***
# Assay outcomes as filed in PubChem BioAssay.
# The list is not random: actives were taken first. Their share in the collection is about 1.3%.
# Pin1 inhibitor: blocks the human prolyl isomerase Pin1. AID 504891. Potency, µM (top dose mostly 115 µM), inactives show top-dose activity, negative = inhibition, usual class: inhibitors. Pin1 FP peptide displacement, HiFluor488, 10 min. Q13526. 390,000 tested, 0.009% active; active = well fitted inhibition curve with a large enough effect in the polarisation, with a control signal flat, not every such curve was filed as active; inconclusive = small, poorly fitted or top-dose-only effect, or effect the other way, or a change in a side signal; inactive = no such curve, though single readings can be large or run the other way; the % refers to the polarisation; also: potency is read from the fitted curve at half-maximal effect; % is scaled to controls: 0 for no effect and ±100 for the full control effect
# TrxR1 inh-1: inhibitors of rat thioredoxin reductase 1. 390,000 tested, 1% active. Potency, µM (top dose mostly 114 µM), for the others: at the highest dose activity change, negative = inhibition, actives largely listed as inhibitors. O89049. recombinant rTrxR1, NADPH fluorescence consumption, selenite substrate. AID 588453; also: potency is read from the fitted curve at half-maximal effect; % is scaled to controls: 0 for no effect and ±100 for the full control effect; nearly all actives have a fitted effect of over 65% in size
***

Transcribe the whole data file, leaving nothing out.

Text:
# Assay outcomes as filed in PubChem BioAssay.
# The list is not random: actives were taken first. Their share in the collection is about 1.3%.
# Pin1 inhibitor: blocks the human prolyl isomerase Pin1. AID 504891. Potency, µM (top dose mostly 115 µM), inactives show top-dose activity, negative = inhibition, usual class: inhibitors. Pin1 FP peptide displacement, HiFluor488, 10 min. Q13526. 390,000 tested, 0.009% active; active = well fitted inhibition curve with a large enough effect in the polarisation, with a control signal flat, not every such curve was filed as active; inconclusive = small, poorly fitted or top-dose-only effect, or effect the other way, or a change in a side signal; inactive = no such curve, though single readings can be large or run the other way; the % refers to the polarisation; also: potency is read from the fitted curve at half-maximal effect; % is scaled to controls: 0 for no effect and ±100 for the full control effect
# TrxR1 inh-1: inhibitors of rat thioredoxin reductase 1. 390,000 tested, 1% active. Potency, µM (top dose mostly 114 µM), for the others: at the highest dose activity change, negative = inhibition, actives largely listed as inhibitors. O89049. recombinant rTrxR1, NADPH fluorescence consumption, selenite substrate. AID 588453; also: potency is read from the fitted curve at half-maximal effect; % is scaled to controls: 0 for no effect and ±100 for the full control effect; nearly all actives have a fitted effect of over 65% in size